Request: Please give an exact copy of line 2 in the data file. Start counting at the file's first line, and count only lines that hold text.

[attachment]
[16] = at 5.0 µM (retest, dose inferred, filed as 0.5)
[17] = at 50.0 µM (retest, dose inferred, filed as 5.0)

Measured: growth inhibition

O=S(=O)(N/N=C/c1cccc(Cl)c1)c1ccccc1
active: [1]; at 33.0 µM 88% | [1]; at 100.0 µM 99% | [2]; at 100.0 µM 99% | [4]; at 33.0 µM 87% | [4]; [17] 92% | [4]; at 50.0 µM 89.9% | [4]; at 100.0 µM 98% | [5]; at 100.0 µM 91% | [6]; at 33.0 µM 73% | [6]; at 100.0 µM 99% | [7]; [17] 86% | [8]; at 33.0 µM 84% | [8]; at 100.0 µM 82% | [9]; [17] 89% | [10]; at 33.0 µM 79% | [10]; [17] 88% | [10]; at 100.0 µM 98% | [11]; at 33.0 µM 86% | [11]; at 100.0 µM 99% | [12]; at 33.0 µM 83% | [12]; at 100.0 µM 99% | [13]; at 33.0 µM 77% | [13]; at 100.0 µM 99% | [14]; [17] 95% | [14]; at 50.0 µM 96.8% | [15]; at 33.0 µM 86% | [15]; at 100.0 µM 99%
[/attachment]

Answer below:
[17] = at 50.0 µM (retest, dose inferred, filed as 5.0)